The Sixth Street Grill had won me over at first, with its small plate offerings which are generally tasty and reasonably priced, but they betrayed me profoundly by removing the best offering from their menu after I had only been able to have it twice. The Olympus was a grilled turkey sandwich with artichoke hearts, roasted red peppers, and kalamata olives on a toasted ciabatta with a jalapeno cream cheese spread. It was fucking fantastic. Now it’s gone, and all I can do is lament its loss and fail to find anything in the place that compares favorably.

The Beer Stein actually has totally decent food, and coupled with that, they offer a fantastic beer selection. They also always have a mead offering, which makes me pretty happy. The last time I was there I had the Father Guido Sarducci which is thinly sliced turkey, honey ham, pepperoni, red onion, lettuce, tomato, pepperoncini, olive tapenade and provolone on a toasted hoagie roll. It tasted pretty amazing. However the boyfriend has vetoed any further consumption of the sandwich based on the “vile, repulsive, and persistent” nature of my breath once said sandwich was had.

The only place in town that has fed me something I consider equal to my spoiled rotten Portland expectations is a little place right around the corner from my new office called the Agate Alley Laboratory. The place is just adorable as all get out with it’s laboratory chic schtick. The chemical formulas for Chocolate, Cinnamon, and several other goodies are stenciled on the wall. The periodic table is emblazoned against the side wall of the bar. Beakers and flasks everywhere. Aside from that, though, the offerings are amazing. My Moscow Mule was made with genuine ginger ale and a heavy handed pour. The food is locally sourced, lovingly crafted, deliciously realized. So. Fucking. Good.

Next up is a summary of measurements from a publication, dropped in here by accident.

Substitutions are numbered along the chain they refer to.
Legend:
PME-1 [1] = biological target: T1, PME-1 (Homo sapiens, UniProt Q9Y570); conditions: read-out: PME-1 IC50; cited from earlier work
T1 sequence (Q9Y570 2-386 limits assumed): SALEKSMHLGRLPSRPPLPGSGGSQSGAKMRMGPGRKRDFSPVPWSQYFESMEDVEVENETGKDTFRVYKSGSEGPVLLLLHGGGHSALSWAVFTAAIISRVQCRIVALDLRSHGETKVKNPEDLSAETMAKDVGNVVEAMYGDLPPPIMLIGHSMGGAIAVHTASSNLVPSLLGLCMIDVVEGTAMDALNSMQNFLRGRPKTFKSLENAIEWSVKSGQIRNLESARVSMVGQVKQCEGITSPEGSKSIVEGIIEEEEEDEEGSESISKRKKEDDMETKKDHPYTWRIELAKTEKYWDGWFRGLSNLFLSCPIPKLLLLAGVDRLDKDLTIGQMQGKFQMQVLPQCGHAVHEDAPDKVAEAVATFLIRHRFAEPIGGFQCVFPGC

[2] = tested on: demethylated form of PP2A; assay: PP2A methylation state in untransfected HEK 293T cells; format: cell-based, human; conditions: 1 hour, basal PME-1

So, I was happy to find it, even if it is a bit above range for more than an every so often treat, it’s reassuringly extant at any rate.

Nothing, however, will make me stop missing the taquitos at Pepinos. Covered in the salsa that made me realize I had completely reversed my position on cilantro. Or the Muu Muu burger, crammed onto a crusty roll right along with the fries and that magic crack-sauce. Or the Salted Carmel Ice cream from Fifty-Fifty which I am not kidding you I have fervid passionate dreams about.  And by no means the Squashed from Tin Shed; butternut squash ravioli drenched in creamy mushroom sauce and covered in parmesan. Oh, god. I’m drooling just thinking about it.

Eugene has a great deal to recommend it. It is beautiful and friendly and a lovely place to live. I am genuinely much happier than I have ever been before. Yet I long for Portland in this one unexpected inexorable way. When I come to town I think first of who I will see, but only moments before I think about where I will eat.

 

 

“And once the storm is over you won’t remember how you made it through, how you managed to survive. You won’t even be sure, in fact, whether the storm is really over. But one thing is certain. When you come out of the storm you won’t be the same person who walked in.”

Haruki Murakami